Bevin’s education symposium raises open meetings red flags
By AMYE BENSENHAVER
A recently announced symposium sponsored by the Council on Postsecondary Education, in partnership with Governor Matt Bevin, raises significant open meetings issues. According to the agenda, the invitation-only symposium will be held at the Louisville Marriott East on December 18. Governor Bevin will make opening remarks at 9 a.m., following a “networking breakfast.” The keynote speaker, Dr. Michael Crow, President of Arizona State University, will then discuss “The Role of Postsecondary Education in the 21st Century.”
At 10:45, invitees will “break out into one of four sessions to allow for opportunities to weigh in, provide feedback, and further discuss strategies that Kentucky’s postsecondary education institutions may be able to implement.” At noon, the invitees will attend a luncheon emceed by CPE President Aaron Thompson. The Governor will again address the assembly.
In response to inquiries from a faculty members whose request to attend was denied, CPE advised that “due to the size of the venue and the cost to put on the event and provide meals for the invitees, the invitation was limited to each public campus’s president, board members, and up to 2 staff members chosen by the President.”
Perhaps in considering locations for the symposium, CPE should have “evaluate[d] space requirements, seating capacity, and acoustics,” as required by the open meetings law, based on the anticipated level of public interest rather than the number of invitees.
President Crow’s comments, and the Governor’s luncheon address, will be livestreamed.
This is commendable. It is not, however, equivalent to physical presence for which the open meetings law expresses a clear preference.
Further inquiries confirm that CPE does not view the symposium as a public meeting, subject to the open meetings law, notwithstanding the presence of a quorum of the members of the governing boards of several public agencies, including CPE. It is not, CPE maintains, “a formal meeting of the CPE. . .due to the event’s general content and structure.”
Nevertheless, CPE indicates that it will provide proper notice to fulfill it open meetings obligations and that the media will be admitted. Those not invited, including faculty, students, and the general public, will be denied access.
However well-intended, the value of statutory public notice of an invitation-only meeting is questionable.
The open meetings law mandates that all meetings of a quorum of the members of a public agency at which public business is discussed or action is taken must be open to the public. The meeting need not be “formal,” since the term is broadly defined as “all gatherings,” including “informational or casual” gatherings, regardless of where they are held.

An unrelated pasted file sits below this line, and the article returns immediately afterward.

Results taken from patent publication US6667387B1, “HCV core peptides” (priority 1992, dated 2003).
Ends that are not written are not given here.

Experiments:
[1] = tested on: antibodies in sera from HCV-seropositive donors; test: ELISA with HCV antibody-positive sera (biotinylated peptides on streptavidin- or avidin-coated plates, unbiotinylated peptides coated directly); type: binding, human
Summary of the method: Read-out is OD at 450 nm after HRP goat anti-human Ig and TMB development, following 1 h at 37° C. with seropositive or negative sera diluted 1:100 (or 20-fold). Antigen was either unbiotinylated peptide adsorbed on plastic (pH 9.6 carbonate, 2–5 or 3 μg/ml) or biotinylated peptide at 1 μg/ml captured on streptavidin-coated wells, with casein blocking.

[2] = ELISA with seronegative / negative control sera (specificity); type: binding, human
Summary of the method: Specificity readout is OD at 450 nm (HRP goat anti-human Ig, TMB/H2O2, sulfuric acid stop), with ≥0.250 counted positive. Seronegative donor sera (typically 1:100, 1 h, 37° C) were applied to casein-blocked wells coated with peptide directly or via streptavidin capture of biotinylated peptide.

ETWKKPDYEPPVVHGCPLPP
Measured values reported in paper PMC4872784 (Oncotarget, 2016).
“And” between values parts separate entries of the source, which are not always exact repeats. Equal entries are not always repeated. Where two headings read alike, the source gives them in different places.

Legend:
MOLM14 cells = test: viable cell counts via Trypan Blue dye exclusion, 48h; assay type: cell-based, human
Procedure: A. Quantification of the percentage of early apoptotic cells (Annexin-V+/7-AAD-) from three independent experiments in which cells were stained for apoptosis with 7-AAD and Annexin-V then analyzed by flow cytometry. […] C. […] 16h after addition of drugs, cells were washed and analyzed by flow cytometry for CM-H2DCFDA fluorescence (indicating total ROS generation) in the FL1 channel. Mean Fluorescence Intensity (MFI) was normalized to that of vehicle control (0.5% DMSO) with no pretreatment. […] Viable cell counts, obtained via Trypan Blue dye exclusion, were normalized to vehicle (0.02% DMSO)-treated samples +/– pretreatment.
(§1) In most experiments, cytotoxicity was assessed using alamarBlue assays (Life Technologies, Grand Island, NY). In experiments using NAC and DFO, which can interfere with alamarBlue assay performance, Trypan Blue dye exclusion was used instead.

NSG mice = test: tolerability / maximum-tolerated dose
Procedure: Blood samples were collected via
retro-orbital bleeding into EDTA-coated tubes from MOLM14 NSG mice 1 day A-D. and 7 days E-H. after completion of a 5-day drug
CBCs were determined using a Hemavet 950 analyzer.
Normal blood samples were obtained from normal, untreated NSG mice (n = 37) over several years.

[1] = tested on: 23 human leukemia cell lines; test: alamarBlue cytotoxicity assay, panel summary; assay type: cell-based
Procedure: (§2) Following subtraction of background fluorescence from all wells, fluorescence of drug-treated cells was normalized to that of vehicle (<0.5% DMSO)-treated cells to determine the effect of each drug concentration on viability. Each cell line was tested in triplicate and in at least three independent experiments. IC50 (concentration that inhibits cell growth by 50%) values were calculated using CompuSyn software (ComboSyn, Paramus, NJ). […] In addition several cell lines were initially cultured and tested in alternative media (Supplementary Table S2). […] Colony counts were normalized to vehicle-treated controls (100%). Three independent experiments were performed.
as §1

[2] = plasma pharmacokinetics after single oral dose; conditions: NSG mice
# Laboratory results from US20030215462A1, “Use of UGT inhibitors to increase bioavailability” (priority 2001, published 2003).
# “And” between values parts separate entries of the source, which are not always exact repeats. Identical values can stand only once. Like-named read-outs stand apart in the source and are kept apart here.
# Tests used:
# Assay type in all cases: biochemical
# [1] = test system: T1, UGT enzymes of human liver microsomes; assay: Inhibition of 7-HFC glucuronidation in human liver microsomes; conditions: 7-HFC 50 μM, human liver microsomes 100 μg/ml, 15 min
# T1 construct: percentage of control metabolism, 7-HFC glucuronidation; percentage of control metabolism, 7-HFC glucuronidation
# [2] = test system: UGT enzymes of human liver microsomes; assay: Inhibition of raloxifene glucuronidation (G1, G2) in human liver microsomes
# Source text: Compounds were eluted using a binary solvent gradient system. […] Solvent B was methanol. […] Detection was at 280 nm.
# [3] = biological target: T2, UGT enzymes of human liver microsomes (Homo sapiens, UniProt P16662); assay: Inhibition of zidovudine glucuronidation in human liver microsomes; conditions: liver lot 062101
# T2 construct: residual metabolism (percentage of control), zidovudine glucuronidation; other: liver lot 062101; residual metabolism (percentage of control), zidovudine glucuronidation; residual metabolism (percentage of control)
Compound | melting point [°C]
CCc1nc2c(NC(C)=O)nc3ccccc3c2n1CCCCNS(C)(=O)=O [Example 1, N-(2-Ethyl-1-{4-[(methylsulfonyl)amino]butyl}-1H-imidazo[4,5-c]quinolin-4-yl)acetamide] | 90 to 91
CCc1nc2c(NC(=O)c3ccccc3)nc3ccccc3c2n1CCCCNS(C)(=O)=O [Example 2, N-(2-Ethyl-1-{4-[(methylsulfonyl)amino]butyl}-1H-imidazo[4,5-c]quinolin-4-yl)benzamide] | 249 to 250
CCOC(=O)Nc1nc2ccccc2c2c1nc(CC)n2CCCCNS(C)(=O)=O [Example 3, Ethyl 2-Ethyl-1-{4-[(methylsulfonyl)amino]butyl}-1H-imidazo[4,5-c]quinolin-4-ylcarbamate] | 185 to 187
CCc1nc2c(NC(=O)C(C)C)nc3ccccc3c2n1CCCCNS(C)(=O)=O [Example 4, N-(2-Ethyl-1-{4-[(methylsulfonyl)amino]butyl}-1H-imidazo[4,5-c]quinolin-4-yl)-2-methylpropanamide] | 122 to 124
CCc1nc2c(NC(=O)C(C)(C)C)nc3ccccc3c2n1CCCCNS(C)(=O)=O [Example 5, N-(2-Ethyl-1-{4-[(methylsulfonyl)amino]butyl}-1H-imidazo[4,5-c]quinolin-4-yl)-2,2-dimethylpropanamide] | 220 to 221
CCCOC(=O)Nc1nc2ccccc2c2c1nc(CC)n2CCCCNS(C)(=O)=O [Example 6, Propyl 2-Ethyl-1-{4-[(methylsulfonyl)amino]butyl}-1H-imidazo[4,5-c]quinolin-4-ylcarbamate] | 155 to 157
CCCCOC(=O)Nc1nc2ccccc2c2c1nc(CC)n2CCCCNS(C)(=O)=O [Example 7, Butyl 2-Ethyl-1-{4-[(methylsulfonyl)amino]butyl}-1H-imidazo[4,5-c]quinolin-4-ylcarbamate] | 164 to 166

Kentucky’s courts and attorney general have recognized that a quorum of the members of an agency can attend a conference or symposium at the invitation of an outside sponsor without violating the open meetings law as long as the members listen and learn but do not discuss the business of the agency they serve.
If they discuss agency business, the members violate the open meetings law.
Given the presence of a quorum of the members of several public university boards and CPE, the focus of the symposium, and the time allocated for participants to network and discuss “strategies that Kentucky’s postsecondary education institution may be able to implement,” the closed meeting may trigger the requirements of the open meetings law.
If, in fact, the symposium is subject to the open meetings law, the decision to admit the media but exclude faculty members, students, and the public raises the issue of selective admission. A public meeting that is open to one must be open to all.
The members of the governing bodies of Kentucky’s scandal-plagued universities can ill-afford to participate in closed door discussions of strategies for their universities’ future. In a period marked by nonpublic discussions leading to layoffs of tenured professors, legal battles to avoid release of records relating to sexual harassment complaints leveled by students, and the settlement of a civil rights lawsuit filed by a dismissed faculty member for his criticism of the Medicaid rollback, described by the court as “the epic story of academic intrigue,” their participation in an event that perpetuates this culture of university secrecy is, at best, unwise. It is, at worst, illegal.
Even if the symposium is ultimately deemed to fall outside the scope of the open meetings law, the optics are, quite frankly, lousy. And, for good or ill, optics drive public opinion.